Author Topic: Dual Complementary Rectifier PSU  (Read 2207 times)

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Offline virusx2Topic starter

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Dual Complementary Rectifier PSU
« on: April 25, 2024, 11:22:32 pm »
Hi all,

i have an 60VA transformer with 2x15V secondary, rated at 2A each. I want to use it on a dual symmetrical dc power supply with outputs, +15V,-15V.
The circuit is with filtering capacitor and LM7815/LM7915 on each rail.

Except of the dual supply loads such as op-amps and transducers, i have some single-ended loads from +15V to common 0V and from -15V to common 0V.

Lets say i need 1.3A from +15V to common 0V, 50mA from -15V to common 0V, and 150mA symmetrical load on+15V/-15V

I am a little confused. Can you help me calculate the the total AC RMS current needed from the transformer?
I attached the circuit.

Thank you.
 

Offline David Hess

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Re: Dual Complementary Rectifier PSU
« Reply #1 on: April 26, 2024, 12:38:37 am »
Lets say i need 1.3A from +15V to common 0V, 50mA from -15V to common 0V, and 150mA symmetrical load on+15V/-15V

Just going by my intuition:

1.30/2+0.05/2+0.15=0.65+0.025+0.075=0.75 Amps

However the power factor for a diode-capacitor filter is only about 0.65, so the actual RMS current will be 0.75/0.65=1.15 amps.  This comes about because the capacitor input is only drawing current in pulses during the peaks of the line cycle.
 

Online bdunham7

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Re: Dual Complementary Rectifier PSU
« Reply #2 on: April 26, 2024, 01:01:02 am »
It isn't a simple calculation and you would need to know the DC resistance of the transformer secondary, the size and ESR of the filter caps and other stuff to do it mathematically.  Practically, for a FWB you'll see RMS-to-average ratios of 1.5 to 2.  However, since you are drawing your power mainly from the +15V rail, that will be supplied alternatively from each half of the transformer so I think the results might be a bit different.  Using larger filter caps actually makes the RMS-to-average ratio worse (higher) so if you are close to the transformer limits, don't make them any bigger than needed.  In any case, I'm pretty sure your 60VA transformer is sufficent for the task you've specified.
A 3.5 digit 4.5 digit 5 digit 5.5 digit 6.5 digit 7.5 digit DMM is good enough for most people.
 

Offline virusx2Topic starter

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Re: Dual Complementary Rectifier PSU
« Reply #3 on: April 26, 2024, 04:28:04 am »
Thanks a lot!

I don't want to calculate the currents strictly mathematically, but i want to go with some “design” equations to be as close enough as i can.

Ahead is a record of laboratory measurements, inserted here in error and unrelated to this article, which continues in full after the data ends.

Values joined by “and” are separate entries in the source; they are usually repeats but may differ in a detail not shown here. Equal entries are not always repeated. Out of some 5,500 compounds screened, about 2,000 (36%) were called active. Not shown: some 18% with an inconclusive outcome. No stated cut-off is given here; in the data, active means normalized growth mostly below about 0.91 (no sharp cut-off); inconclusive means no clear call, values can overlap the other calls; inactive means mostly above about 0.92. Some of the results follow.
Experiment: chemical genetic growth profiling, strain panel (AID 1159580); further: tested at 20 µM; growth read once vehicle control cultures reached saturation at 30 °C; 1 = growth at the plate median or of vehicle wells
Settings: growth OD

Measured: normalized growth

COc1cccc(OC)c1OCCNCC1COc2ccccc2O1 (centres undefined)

Maybe there are different rations of DC-to-RMS for the single ended loads and the common mode +-15V?
 

Offline David Hess

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Re: Dual Complementary Rectifier PSU
« Reply #4 on: April 26, 2024, 11:23:18 am »
I don't want to calculate the currents strictly mathematically, but i want to go with some “design” equations to be as close enough as i can.

Maybe there are different rations of DC-to-RMS for the single ended loads and the common mode +-15V?

There are limits to an unbalanced load because the entire output of the transformer cannot be drawn from half of the secondary, however your load is not even close to this.

This also leads to a difference in the rating between the full-wave centertap configuration with 2 diodes and the full-wave bridge configuration with 4 diodes because the former increases resistive losses by only using half of the secondary on each half cycle, and some transformers specify this difference in ratings.  Your configuration is somewhere in between, however the increased inefficiency from the low power factor of your capacitor input rectifier overwhelms these considerations.
« Last Edit: April 26, 2024, 11:25:21 am by David Hess »
 

Offline virusx2Topic starter

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Re: Dual Complementary Rectifier PSU
« Reply #5 on: April 28, 2024, 12:11:25 pm »
Ok, if someone could analyze this with some equations i would be glad
 

Offline sleepy2000

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Re: Dual Complementary Rectifier PSU
« Reply #6 on: April 29, 2024, 08:30:12 pm »
Another thing to be considered is the loss on the linear voltage regulators. If your winding output is 15V ac rms. Then the peak is 15*1.414=21.21V. So there is some quite some voltage drop and loss on your regulator besides you load.

As mentioned in previous posts, the dc to rms ratio varies a lot for different circuit parameters. If you only need a design, the get a simulator and run your case should give you a quick and accurate result. If you really want some analytical solution, there is some way to go.
 


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